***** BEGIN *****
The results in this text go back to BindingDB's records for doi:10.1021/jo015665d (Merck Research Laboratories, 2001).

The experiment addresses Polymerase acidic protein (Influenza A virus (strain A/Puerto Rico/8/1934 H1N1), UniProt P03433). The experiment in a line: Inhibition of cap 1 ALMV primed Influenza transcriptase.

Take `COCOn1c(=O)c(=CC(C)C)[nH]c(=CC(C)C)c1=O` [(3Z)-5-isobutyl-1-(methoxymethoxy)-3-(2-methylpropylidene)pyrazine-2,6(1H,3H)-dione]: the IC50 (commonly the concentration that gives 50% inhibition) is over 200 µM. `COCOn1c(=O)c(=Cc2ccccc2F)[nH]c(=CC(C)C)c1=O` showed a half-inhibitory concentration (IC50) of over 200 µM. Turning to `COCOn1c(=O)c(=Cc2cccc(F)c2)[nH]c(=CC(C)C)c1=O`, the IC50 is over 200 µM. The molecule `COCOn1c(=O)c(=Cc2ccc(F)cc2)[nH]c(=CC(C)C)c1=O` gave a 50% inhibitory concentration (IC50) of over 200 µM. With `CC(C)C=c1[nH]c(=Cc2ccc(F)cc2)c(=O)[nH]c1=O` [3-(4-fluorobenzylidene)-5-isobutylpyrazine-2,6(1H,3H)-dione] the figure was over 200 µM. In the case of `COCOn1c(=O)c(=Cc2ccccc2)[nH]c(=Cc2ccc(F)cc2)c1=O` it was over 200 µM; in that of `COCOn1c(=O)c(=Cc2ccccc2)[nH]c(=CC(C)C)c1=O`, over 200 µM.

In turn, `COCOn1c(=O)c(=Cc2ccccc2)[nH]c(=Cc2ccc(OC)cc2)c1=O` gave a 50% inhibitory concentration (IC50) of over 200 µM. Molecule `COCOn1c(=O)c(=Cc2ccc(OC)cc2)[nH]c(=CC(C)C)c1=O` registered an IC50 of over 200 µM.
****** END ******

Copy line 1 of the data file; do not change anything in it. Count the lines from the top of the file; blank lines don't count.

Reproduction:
The results in this text go back to BindingDB's records for doi:10.1021/jo015665d (Merck Research Laboratories, 2001).